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Privacy vs. the 'bling ring'

November 17, 2009

A man's home may be his castle, but few of us -- even celebrities -- have moats these days to protect our privacy. That was true long before the "bling ring" allegedly used the Internet to case the cribs of Lindsay Lohan and Paris Hilton. Nor did thieves have to wait for the invention of Google maps to reconnoiter neighborhoods in search of easily accessible homes.

That's worth remembering if, as we fear, some legislator decides that a law should be passed to prevent Internet surfers from looking at houses they easily could scope out from the sidewalk. Although we agree with Los Angeles Police Cmdr. Pat Gannon that the online dissemination of personal information, including the location and size of one's home, can be frightening, there's nothing new about it. Passersby have always been able to stroll by a house and study the height of its window sills, and Hollywood royalty has long had to cope with gawkers outfitted with maps of the stars' homes. Unless you've imprisoned yourself in a gated community, the exterior of your house is fair visual game, as it always has been. A law against photographing a home or what occurs outside it in plain sight -- or disseminating the images to others -- would be overreaching, not to mention unconstitutional.

But that's the easy part. The harder question is what to do as technology becomes even more invasive. Already, Google allows our neighbors to look at satellite snapshots of our backyards -- places that passersby cannot easily see and where we have always had a reasonable expectation of privacy. Can there be any doubt that in the years ahead, these will be moving images shown in real time? Surely it's not long before a satellite is capable of zooming in on a nude sunbather inside his or her own fenced backyard.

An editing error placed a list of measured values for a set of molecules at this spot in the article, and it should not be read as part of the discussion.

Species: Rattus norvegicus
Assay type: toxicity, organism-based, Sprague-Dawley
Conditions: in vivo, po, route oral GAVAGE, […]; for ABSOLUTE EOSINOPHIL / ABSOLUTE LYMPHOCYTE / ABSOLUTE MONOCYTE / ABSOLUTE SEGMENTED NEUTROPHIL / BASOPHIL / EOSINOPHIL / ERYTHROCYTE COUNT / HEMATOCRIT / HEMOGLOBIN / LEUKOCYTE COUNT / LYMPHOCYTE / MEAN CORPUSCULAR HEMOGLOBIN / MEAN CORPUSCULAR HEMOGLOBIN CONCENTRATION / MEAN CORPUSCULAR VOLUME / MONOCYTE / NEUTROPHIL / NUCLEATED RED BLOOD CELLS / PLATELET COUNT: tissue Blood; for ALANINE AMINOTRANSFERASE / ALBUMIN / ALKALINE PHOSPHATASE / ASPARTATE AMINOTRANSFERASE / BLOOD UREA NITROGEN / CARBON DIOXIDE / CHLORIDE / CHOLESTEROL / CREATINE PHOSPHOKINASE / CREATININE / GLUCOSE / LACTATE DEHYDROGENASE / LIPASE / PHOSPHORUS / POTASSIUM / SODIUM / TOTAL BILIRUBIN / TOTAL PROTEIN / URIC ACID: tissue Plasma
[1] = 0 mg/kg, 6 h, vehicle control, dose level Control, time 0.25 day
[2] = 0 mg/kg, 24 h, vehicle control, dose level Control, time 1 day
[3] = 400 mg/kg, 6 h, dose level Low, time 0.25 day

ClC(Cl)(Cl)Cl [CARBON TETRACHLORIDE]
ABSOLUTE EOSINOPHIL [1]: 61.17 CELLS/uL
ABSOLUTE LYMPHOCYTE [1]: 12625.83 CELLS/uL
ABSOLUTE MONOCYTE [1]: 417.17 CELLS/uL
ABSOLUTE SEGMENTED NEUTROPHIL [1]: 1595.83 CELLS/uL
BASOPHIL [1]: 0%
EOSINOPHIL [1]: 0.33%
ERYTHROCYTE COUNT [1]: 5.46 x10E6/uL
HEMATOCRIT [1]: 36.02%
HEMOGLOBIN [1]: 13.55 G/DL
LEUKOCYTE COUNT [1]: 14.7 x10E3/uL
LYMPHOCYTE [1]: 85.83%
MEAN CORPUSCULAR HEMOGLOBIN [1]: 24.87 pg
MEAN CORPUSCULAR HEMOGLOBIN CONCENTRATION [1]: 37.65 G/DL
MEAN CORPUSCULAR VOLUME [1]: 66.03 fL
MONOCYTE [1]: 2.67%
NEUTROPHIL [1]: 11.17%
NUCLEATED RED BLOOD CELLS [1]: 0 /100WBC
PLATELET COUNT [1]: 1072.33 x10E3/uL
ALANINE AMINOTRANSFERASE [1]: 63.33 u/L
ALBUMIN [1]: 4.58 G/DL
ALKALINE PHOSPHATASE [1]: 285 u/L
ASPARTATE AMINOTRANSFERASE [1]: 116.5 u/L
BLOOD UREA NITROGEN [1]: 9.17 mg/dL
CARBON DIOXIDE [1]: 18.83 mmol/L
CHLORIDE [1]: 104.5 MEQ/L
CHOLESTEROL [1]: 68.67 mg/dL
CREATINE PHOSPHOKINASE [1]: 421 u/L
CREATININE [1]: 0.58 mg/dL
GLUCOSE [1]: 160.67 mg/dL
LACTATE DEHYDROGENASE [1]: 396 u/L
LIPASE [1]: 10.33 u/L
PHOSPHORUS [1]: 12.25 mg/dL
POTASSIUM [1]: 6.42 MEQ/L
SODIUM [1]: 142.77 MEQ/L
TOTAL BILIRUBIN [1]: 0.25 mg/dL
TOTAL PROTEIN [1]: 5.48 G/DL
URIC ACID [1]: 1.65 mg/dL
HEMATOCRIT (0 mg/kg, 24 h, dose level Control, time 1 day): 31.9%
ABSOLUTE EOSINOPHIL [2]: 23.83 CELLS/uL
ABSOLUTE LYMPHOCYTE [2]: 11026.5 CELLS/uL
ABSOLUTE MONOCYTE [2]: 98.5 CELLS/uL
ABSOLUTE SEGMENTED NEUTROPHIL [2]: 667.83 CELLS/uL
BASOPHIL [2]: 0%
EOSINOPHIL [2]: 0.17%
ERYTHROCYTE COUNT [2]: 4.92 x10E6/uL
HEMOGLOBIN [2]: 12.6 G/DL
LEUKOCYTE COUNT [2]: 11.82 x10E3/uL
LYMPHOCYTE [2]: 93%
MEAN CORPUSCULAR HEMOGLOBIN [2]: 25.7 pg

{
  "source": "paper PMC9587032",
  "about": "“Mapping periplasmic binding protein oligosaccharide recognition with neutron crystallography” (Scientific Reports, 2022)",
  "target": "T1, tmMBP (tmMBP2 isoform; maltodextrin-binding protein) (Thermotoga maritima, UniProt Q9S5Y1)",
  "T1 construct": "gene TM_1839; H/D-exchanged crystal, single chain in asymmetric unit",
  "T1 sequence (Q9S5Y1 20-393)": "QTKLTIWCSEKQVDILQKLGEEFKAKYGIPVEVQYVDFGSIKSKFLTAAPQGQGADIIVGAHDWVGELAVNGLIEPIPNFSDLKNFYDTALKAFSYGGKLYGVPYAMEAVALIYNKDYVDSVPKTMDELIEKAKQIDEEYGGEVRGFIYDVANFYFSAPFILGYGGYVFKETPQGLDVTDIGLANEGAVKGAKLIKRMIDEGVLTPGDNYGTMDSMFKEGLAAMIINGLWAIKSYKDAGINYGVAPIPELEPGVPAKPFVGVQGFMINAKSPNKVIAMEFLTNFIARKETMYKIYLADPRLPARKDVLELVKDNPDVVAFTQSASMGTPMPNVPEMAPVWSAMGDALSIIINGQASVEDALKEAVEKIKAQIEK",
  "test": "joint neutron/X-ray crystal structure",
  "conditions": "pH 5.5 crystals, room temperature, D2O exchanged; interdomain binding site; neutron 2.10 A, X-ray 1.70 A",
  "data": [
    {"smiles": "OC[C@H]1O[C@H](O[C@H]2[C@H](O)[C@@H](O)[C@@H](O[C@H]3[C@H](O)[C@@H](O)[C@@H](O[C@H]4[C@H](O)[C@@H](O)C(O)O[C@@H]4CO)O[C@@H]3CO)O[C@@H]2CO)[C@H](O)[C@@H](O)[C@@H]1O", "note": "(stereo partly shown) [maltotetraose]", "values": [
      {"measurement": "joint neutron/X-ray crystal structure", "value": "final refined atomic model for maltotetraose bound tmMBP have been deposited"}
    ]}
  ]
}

As technology evolves, even the long-standing legal distinction between what goes on inside and outside one's house may become blurred. In 2001, the Supreme Court ruled that a federal agent violated the rights of an Oregon man when, without a warrant, he aimed a thermal imager at the man's house. The device detected a level of heat consistent with lamps used in growing marijuana. That, wrote Justice Antonin Scalia, violated the "firm line" drawn by the 4th Amendment at the entrance to a house. But will that line hold as new gadgets proliferate?

So traditional notions of privacy may be on a collision course with advances in technology. But the bling ring isn't the point of impact.

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